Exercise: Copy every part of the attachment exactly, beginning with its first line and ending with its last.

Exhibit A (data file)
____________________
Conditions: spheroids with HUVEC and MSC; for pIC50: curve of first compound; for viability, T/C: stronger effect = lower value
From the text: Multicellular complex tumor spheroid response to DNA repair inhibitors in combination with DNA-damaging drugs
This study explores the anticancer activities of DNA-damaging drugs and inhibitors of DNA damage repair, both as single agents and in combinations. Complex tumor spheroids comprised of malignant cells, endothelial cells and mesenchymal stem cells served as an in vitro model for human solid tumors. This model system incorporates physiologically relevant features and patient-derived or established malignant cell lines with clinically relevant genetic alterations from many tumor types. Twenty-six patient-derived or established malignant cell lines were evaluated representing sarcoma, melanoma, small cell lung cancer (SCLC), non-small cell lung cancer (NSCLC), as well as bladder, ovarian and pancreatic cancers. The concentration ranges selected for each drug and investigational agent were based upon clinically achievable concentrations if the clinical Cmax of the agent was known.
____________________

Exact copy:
Conditions: spheroids with HUVEC and MSC; for pIC50: curve of first compound; for viability, T/C: stronger effect = lower value
From the text: Multicellular complex tumor spheroid response to DNA repair inhibitors in combination with DNA-damaging drugs
This study explores the anticancer activities of DNA-damaging drugs and inhibitors of DNA damage repair, both as single agents and in combinations. Complex tumor spheroids comprised of malignant cells, endothelial cells and mesenchymal stem cells served as an in vitro model for human solid tumors. This model system incorporates physiologically relevant features and patient-derived or established malignant cell lines with clinically relevant genetic alterations from many tumor types. Twenty-six patient-derived or established malignant cell lines were evaluated representing sarcoma, melanoma, small cell lung cancer (SCLC), non-small cell lung cancer (NSCLC), as well as bladder, ovarian and pancreatic cancers. The concentration ranges selected for each drug and investigational agent were based upon clinically achievable concentrations if the clinical Cmax of the agent was known.